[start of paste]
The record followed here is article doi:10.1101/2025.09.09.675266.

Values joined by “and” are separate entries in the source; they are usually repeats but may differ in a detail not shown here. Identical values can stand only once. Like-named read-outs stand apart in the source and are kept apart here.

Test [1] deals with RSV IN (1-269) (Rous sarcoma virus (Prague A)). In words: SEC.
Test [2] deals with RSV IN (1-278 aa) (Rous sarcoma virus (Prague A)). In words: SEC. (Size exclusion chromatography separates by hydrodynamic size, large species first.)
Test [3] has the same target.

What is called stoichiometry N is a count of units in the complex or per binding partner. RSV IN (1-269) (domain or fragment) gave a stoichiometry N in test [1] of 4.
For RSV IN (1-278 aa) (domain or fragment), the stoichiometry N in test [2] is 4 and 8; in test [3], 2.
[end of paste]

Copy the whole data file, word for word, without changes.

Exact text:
The record followed here is article doi:10.1101/2025.09.09.675266.

Values joined by “and” are separate entries in the source; they are usually repeats but may differ in a detail not shown here. Identical values can stand only once. Like-named read-outs stand apart in the source and are kept apart here.

Test [1] deals with RSV IN (1-269) (Rous sarcoma virus (Prague A)). In words: SEC.
Test [2] deals with RSV IN (1-278 aa) (Rous sarcoma virus (Prague A)). In words: SEC. (Size exclusion chromatography separates by hydrodynamic size, large species first.)
Test [3] has the same target.

What is called stoichiometry N is a count of units in the complex or per binding partner. RSV IN (1-269) (domain or fragment) gave a stoichiometry N in test [1] of 4.
For RSV IN (1-278 aa) (domain or fragment), the stoichiometry N in test [2] is 4 and 8; in test [3], 2.